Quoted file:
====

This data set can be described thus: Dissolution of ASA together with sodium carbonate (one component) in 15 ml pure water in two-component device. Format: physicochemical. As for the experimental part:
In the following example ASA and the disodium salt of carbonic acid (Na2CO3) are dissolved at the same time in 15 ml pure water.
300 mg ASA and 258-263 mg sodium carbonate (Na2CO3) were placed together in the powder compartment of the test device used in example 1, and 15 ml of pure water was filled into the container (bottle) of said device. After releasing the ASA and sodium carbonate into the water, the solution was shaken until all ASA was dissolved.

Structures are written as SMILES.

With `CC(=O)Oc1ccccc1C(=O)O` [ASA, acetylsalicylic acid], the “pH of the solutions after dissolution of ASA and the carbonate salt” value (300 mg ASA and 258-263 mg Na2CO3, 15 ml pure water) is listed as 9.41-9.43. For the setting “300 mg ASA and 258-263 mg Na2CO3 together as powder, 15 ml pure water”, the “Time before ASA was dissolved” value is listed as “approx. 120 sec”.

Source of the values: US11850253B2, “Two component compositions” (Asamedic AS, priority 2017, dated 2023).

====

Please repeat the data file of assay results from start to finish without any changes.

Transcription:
This data set can be described thus: Dissolution of ASA together with sodium carbonate (one component) in 15 ml pure water in two-component device. Format: physicochemical. As for the experimental part:
In the following example ASA and the disodium salt of carbonic acid (Na2CO3) are dissolved at the same time in 15 ml pure water.
300 mg ASA and 258-263 mg sodium carbonate (Na2CO3) were placed together in the powder compartment of the test device used in example 1, and 15 ml of pure water was filled into the container (bottle) of said device. After releasing the ASA and sodium carbonate into the water, the solution was shaken until all ASA was dissolved.

Structures are written as SMILES.

With `CC(=O)Oc1ccccc1C(=O)O` [ASA, acetylsalicylic acid], the “pH of the solutions after dissolution of ASA and the carbonate salt” value (300 mg ASA and 258-263 mg Na2CO3, 15 ml pure water) is listed as 9.41-9.43. For the setting “300 mg ASA and 258-263 mg Na2CO3 together as powder, 15 ml pure water”, the “Time before ASA was dissolved” value is listed as “approx. 120 sec”.

Source of the values: US11850253B2, “Two component compositions” (Asamedic AS, priority 2017, dated 2023).